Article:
By John Benson
Adapting ’60s music into a modern sound is what The Regrettes have to offer the Columbus music scene.
So far, the response has been positive for the female-fronted, soul-R&B revival group that formed less than a year ago and is hoping to jump aboard the Motown-inspired zeitgeist.
“There are a few soul-R&B bands that have a classic ’60s sound in the national landscape, such as Alabama Shakes and Fitz and The Tantrums,” said keys and percussionist James Allison, calling from his central Ohio home. “Right now, bands have moved away from the ’80s synth-pop stuff. There are even a bunch of big vinyl dance parties going on that were really big in the ’60s. I think all of the bands are a tribute to a type of music that sort of never really died but has not been in the forefront as much in recent years.”
When it comes to influences, The Regrettes cite the girl super groups of the ’60s, such as The Supremes, and legends such as Aretha Franklin and Etta James. There’s also the raw, rootsy sound of early Stax Records. The band is led by co-lead singers Mehgan Hutchinson and Lizzy Morris, who trade vocals about love, revenge and everything in between.
For the better part of 2012, The Regrettes have grown a reputation for sweaty, late-night jams. Now the act is about to release its debut effort, “Don’t Talk Back,” which naturally will be out digitally and, you bet, on vinyl.
Allison said the group added a lot of garage band elements and pounding percussion rhythms to its material. This includes the lead single, “Been Around [Too Long],” and the chugging track “This Means War.”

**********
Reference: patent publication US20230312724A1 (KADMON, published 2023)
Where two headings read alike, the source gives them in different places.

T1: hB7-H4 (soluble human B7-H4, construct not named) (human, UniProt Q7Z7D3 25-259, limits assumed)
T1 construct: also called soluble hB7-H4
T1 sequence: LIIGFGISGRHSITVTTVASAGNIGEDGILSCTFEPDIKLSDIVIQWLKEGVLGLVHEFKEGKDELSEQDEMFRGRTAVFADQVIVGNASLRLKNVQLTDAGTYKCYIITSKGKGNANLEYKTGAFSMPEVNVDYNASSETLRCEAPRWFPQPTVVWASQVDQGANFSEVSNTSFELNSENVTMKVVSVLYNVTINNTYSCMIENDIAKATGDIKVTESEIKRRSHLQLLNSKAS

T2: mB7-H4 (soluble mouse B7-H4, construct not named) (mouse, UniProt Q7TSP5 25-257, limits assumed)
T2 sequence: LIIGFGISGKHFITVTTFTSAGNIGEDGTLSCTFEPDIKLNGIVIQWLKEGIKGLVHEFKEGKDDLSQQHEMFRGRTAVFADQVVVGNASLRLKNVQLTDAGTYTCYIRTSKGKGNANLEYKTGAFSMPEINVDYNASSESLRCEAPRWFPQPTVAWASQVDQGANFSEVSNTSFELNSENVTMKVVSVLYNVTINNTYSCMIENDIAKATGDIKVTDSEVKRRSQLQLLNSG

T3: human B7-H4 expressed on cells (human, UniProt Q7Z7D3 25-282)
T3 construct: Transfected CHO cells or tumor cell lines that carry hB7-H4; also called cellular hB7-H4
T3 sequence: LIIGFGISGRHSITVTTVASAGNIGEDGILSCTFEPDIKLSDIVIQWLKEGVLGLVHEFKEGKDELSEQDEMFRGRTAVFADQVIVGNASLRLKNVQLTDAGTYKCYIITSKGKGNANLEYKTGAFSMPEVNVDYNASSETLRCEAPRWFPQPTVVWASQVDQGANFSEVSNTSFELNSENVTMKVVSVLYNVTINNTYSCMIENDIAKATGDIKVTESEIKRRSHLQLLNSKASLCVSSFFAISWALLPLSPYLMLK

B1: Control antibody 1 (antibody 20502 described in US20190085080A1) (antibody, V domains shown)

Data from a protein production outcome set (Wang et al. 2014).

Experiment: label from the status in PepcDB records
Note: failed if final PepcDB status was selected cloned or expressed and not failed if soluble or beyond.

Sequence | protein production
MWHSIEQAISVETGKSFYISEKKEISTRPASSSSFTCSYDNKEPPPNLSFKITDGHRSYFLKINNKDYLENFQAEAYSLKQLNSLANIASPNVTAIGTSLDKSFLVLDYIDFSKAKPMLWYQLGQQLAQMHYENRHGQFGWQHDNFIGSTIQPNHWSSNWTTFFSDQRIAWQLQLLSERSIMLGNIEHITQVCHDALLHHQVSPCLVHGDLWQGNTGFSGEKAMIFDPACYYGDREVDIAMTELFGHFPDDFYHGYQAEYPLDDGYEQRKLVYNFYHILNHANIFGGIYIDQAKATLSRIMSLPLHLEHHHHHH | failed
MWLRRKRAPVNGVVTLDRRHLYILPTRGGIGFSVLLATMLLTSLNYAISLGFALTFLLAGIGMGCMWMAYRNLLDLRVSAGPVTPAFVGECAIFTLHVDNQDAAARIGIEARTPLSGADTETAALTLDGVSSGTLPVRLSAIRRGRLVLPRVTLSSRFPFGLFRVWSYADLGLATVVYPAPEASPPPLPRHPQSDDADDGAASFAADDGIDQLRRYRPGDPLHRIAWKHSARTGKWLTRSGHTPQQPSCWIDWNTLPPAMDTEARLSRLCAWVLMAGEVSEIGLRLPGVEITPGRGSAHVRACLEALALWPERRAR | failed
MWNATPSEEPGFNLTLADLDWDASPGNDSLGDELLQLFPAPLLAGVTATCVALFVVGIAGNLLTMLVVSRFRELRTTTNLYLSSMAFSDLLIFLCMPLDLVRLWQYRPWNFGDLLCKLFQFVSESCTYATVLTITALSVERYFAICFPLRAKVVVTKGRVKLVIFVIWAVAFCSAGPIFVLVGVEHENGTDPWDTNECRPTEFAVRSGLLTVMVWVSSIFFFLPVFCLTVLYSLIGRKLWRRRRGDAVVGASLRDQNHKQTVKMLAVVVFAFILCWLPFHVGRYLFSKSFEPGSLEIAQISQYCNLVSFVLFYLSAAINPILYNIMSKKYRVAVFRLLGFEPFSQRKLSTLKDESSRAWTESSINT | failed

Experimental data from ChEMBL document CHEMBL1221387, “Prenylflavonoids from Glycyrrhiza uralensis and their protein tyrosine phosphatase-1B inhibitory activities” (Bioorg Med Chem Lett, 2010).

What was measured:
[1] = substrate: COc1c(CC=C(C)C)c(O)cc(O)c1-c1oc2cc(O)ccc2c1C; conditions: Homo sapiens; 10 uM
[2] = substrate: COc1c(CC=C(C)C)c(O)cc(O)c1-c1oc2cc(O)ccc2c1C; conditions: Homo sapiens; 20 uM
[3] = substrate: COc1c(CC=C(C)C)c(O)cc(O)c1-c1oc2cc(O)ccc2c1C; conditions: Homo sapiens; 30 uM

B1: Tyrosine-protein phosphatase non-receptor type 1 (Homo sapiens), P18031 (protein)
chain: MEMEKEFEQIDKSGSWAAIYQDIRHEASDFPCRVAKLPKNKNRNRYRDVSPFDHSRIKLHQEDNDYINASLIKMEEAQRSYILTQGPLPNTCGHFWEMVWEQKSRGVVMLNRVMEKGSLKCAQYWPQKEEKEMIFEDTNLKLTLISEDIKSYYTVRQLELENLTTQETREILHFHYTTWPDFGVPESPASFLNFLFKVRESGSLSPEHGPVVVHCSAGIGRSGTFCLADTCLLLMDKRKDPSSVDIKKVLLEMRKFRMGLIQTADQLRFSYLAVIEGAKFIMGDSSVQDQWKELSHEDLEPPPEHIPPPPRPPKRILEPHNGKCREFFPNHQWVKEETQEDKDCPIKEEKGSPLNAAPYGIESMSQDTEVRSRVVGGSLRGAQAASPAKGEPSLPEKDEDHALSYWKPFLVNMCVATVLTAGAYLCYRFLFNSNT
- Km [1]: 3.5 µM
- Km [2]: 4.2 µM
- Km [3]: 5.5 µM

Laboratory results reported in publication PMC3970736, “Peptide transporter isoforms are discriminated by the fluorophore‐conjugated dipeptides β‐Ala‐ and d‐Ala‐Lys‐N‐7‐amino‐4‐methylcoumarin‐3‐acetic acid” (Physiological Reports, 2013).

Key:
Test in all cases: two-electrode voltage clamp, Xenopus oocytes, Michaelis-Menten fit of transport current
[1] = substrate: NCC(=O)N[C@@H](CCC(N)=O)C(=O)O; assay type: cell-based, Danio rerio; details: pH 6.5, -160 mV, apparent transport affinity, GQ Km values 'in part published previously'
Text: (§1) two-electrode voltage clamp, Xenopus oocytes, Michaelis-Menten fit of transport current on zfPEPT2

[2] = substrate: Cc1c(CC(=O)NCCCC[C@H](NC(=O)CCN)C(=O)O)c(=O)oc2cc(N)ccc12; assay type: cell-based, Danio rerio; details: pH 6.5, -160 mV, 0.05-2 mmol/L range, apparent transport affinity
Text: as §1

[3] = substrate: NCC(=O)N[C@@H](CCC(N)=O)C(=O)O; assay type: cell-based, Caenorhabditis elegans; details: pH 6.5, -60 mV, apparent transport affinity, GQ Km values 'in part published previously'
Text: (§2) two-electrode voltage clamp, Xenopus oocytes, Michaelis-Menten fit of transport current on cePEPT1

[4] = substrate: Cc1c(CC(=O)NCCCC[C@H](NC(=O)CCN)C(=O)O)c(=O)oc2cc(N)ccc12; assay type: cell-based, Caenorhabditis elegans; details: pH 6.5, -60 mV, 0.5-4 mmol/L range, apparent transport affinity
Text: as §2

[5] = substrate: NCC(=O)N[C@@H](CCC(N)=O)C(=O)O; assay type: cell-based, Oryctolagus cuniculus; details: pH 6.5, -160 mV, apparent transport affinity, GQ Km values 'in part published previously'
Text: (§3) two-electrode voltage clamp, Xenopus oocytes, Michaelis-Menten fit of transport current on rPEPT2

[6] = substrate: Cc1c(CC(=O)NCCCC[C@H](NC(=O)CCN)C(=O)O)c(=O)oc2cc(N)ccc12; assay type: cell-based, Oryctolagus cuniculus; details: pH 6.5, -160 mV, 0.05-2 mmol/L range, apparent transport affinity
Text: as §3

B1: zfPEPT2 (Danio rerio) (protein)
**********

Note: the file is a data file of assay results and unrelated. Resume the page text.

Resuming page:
“It’s definitely paying tribute to a genre and era of music that was very prominent for all of us in our influences,” Allison said. “That music is just timeless. The people who have been hearing that have really been responding to that.”
The one thing you shouldn’t expect from The Regrettes at its Youngstown debut Saturday at Cedars is a cover. As enticing as a well-placed Aretha tune would sound, Allison said the band is all about originality, not novelty.
Still, considering The Regrettes are so tied to a certain era, Allison said the group has been mischaracterized as a novelty throwback act. While he said he understands the perception, it does seem to get under his skin a bit.
“There have been one or two people who said you can be seen as a glorified cover band when you’re doing that stuff, but I totally disagree,” Allison said. “There’s a way to put your own edge on things and a way to make it more expressive about things that are going on right now, and the opinions we have and the basic spin that we want to put on the music. Really, it’s definitely adaptable to any time period.”